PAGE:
Magic Meatloaf
8 Servings (this will let you freeze some in small tin loaf pans with 2 person servings per pan)
  • 1 1/2 pounds ground beef
  • 1 egg
  • 1 onion, chopped (you can buy this pre-chopped if chopping is difficult for you)
  • 1 cup skim milk
  • 1 cup Italian bread crumbs
  • salt and pepper to taste
  • 2 tablespoons light brown sugar
  • 2 tablespoons dark prepared mustard
  • 1/3 cup ketchup


  1. Preheat oven to 350 degrees F.               
  2. Combine beef, egg, onion, milk and bread in large bowl.
  3. Season with salt and pepper to taste.
  4. Place 4 small loaf pans if you want some to freeze for another four night later, OR form into a loaf and place in a lightly greased 9x13 inch baking dish lined with foil to make clean up easier.               
  5. Combine the brown sugar, mustard and ketchup in a separate small bowl.
  6. Mix well and pour over the meatloaf.               
  7. Bake at 350 degrees F (175 degrees C) for 45 minutes.


Need Some Power for Your Family? Powercard That Is? See How To Win A $50 Powercard for Dave and Buster's

OK, so it's not really power, it's a Powercard, for Dave and Buster's!  But I bet you need one of those too! Do you love Dave and Buster's but always run out of money for games? Wow, I know my family always does!  So who wouldn't want to win a powercard for Dave and Buster's?  And not just any powercard, but one for $50!  Visit this link to Defeating The Squirrels blog and find out how to enter! Click the 'read more' part to find out the details.  Dave and Buster's are having a fabulous Family New Year's Eve celebration at their Plymouth Meeting PA and Franklin Mills, Philadelphia PA locations, so you know you'll want to win that Powercard so you can use it then! 

Your entry will give the chance to win a $50 powercard (courtesy of D&B's) just in time to use it at their Family New Year's Eve Party!  Reservations are a must.  So make reservations at their Plymouth Meeting or Franklin Mills locations to take your children to their first class family New Year's party that includes games, a wow worthy buffet, a magician, balloon drop and a LIVE DJ.  Yes, it's safe to say Dave and Buster's is your go to venue for a family New Year's Eve celebration!  They've designed the party to have something for everyone!  All tickets must be pre-paid.  To read more about the details, my post about their party is here.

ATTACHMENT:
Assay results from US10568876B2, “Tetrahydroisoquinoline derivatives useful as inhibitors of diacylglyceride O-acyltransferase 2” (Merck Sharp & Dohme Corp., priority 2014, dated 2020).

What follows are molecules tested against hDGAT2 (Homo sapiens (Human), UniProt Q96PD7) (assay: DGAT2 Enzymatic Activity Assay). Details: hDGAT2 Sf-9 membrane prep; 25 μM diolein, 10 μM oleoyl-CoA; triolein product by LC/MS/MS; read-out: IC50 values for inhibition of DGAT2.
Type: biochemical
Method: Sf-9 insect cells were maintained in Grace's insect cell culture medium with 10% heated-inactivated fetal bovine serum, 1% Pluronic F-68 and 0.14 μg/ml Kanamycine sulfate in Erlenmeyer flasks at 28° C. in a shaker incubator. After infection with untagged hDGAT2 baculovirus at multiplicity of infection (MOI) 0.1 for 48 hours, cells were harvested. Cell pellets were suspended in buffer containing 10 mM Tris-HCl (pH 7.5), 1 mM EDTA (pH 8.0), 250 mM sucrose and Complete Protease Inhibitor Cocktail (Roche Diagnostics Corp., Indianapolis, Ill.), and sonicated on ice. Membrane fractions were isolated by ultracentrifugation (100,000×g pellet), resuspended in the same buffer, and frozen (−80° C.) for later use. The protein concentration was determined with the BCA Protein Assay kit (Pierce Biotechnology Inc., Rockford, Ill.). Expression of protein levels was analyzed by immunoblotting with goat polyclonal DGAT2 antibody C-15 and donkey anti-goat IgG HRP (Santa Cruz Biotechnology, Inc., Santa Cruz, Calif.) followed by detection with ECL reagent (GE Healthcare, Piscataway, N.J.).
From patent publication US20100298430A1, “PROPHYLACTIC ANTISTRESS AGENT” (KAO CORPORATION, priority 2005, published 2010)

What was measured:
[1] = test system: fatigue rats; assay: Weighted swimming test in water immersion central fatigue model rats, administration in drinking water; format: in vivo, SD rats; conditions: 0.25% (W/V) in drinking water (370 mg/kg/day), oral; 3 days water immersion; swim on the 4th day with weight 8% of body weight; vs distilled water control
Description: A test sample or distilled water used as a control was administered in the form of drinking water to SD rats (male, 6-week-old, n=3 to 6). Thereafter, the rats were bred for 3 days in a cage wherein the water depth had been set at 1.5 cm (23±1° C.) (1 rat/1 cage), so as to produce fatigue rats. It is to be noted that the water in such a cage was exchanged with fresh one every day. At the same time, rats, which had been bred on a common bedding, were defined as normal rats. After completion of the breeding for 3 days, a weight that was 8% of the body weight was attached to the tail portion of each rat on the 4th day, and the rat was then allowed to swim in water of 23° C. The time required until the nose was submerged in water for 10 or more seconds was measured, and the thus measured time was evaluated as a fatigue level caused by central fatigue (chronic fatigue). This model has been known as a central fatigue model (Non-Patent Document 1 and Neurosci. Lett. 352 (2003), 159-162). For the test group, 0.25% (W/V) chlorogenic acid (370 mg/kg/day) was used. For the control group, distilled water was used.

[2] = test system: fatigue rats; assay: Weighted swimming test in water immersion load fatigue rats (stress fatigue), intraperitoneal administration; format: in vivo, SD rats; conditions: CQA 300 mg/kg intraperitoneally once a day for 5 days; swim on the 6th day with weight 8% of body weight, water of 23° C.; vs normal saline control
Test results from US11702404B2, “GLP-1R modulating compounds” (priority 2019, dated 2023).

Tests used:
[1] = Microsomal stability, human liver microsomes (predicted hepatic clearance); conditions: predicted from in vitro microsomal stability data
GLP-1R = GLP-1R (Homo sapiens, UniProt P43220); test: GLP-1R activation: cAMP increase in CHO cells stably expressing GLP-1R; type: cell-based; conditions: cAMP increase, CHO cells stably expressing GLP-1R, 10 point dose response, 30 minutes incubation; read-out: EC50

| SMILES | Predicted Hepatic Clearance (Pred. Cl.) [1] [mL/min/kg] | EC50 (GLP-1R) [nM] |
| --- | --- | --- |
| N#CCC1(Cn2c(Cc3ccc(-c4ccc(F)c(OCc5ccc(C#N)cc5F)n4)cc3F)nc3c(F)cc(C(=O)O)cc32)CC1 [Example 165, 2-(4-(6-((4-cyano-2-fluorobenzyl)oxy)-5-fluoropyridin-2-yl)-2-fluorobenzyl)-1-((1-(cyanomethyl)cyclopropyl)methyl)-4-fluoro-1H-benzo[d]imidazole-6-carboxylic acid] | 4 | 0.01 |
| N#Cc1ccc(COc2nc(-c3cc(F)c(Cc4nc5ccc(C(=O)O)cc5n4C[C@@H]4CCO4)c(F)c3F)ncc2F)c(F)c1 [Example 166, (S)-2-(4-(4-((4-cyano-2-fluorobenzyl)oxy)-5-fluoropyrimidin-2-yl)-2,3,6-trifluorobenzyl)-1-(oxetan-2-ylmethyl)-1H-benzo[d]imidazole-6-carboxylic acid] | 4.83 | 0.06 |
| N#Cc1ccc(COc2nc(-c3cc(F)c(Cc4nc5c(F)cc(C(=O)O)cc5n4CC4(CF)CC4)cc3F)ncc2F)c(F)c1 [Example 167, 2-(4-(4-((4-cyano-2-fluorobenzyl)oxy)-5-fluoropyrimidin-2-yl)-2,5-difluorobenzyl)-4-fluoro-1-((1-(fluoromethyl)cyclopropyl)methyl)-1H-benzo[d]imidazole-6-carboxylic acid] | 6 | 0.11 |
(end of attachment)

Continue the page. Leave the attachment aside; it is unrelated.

Enter to win at Defeating The Squirrels (and other life lessons I learned from my mother and other important people) and get that Powercard for your family!

All Entries must be posted from Defeating The Squirrels website

How to Enter & Rules:
USA Only/21+
Must post a comment at, NOT UNDER THIS POST! Tell me why you like D&B,and/or why you like reading Defeating the Squirrels
Other Entries (1 entry for each)by:
Tweeting About the Giveaway
Follow @theweddingqueen on twitter.
Ends Dec. 30, 2011. 
Winners notified by email

Defeating The Squirrels is a sometimes serious, sometimes tongue in cheek look at life, designed to make you laugh or at least chuckle!  So laughter and a chance to win a Powercard and get more info about D&B's family New Year's Eve party head over to Defeating The Squirrels to read, enter and hopefully be a winner!

**the writer has not received any additional compensation other then the $50 Powercard the winner will receive.  The only benefit received is in additional readership.